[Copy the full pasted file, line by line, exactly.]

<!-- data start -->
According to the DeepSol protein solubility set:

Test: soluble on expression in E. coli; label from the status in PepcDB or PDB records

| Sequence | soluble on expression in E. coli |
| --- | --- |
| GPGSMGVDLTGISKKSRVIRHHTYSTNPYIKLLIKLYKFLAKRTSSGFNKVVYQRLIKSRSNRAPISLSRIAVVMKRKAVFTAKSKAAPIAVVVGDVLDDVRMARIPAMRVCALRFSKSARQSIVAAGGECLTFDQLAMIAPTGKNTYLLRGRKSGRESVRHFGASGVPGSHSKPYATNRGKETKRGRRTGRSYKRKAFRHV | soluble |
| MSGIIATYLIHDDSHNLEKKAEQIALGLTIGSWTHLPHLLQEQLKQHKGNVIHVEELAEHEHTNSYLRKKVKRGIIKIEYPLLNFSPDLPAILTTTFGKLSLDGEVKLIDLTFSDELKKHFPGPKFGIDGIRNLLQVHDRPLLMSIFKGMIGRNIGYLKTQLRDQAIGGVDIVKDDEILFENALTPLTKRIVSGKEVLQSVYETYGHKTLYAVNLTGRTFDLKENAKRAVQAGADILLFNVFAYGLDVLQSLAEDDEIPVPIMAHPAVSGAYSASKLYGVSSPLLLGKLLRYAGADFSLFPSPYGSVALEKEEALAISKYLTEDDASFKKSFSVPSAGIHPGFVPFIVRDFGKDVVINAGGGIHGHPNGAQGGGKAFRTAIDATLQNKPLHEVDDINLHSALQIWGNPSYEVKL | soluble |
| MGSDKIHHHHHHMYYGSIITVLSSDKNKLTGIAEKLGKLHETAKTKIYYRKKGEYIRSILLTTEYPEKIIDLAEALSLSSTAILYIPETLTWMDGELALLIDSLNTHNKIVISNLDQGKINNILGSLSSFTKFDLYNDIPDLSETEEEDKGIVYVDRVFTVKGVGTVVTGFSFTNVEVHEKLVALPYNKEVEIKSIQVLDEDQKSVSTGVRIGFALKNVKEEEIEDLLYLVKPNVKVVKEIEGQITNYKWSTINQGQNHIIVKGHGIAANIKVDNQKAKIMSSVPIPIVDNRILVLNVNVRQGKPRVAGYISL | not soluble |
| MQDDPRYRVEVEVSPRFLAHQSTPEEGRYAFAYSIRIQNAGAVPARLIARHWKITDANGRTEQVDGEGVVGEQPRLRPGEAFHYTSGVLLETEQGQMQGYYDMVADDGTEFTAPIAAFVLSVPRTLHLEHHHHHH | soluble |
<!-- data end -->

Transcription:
According to the DeepSol protein solubility set:

Test: soluble on expression in E. coli; label from the status in PepcDB or PDB records

| Sequence | soluble on expression in E. coli |
| --- | --- |
| GPGSMGVDLTGISKKSRVIRHHTYSTNPYIKLLIKLYKFLAKRTSSGFNKVVYQRLIKSRSNRAPISLSRIAVVMKRKAVFTAKSKAAPIAVVVGDVLDDVRMARIPAMRVCALRFSKSARQSIVAAGGECLTFDQLAMIAPTGKNTYLLRGRKSGRESVRHFGASGVPGSHSKPYATNRGKETKRGRRTGRSYKRKAFRHV | soluble |
| MSGIIATYLIHDDSHNLEKKAEQIALGLTIGSWTHLPHLLQEQLKQHKGNVIHVEELAEHEHTNSYLRKKVKRGIIKIEYPLLNFSPDLPAILTTTFGKLSLDGEVKLIDLTFSDELKKHFPGPKFGIDGIRNLLQVHDRPLLMSIFKGMIGRNIGYLKTQLRDQAIGGVDIVKDDEILFENALTPLTKRIVSGKEVLQSVYETYGHKTLYAVNLTGRTFDLKENAKRAVQAGADILLFNVFAYGLDVLQSLAEDDEIPVPIMAHPAVSGAYSASKLYGVSSPLLLGKLLRYAGADFSLFPSPYGSVALEKEEALAISKYLTEDDASFKKSFSVPSAGIHPGFVPFIVRDFGKDVVINAGGGIHGHPNGAQGGGKAFRTAIDATLQNKPLHEVDDINLHSALQIWGNPSYEVKL | soluble |
| MGSDKIHHHHHHMYYGSIITVLSSDKNKLTGIAEKLGKLHETAKTKIYYRKKGEYIRSILLTTEYPEKIIDLAEALSLSSTAILYIPETLTWMDGELALLIDSLNTHNKIVISNLDQGKINNILGSLSSFTKFDLYNDIPDLSETEEEDKGIVYVDRVFTVKGVGTVVTGFSFTNVEVHEKLVALPYNKEVEIKSIQVLDEDQKSVSTGVRIGFALKNVKEEEIEDLLYLVKPNVKVVKEIEGQITNYKWSTINQGQNHIIVKGHGIAANIKVDNQKAKIMSSVPIPIVDNRILVLNVNVRQGKPRVAGYISL | not soluble |
| MQDDPRYRVEVEVSPRFLAHQSTPEEGRYAFAYSIRIQNAGAVPARLIARHWKITDANGRTEQVDGEGVVGEQPRLRPGEAFHYTSGVLLETEQGQMQGYYDMVADDGTEFTAPIAAFVLSVPRTLHLEHHHHHH | soluble |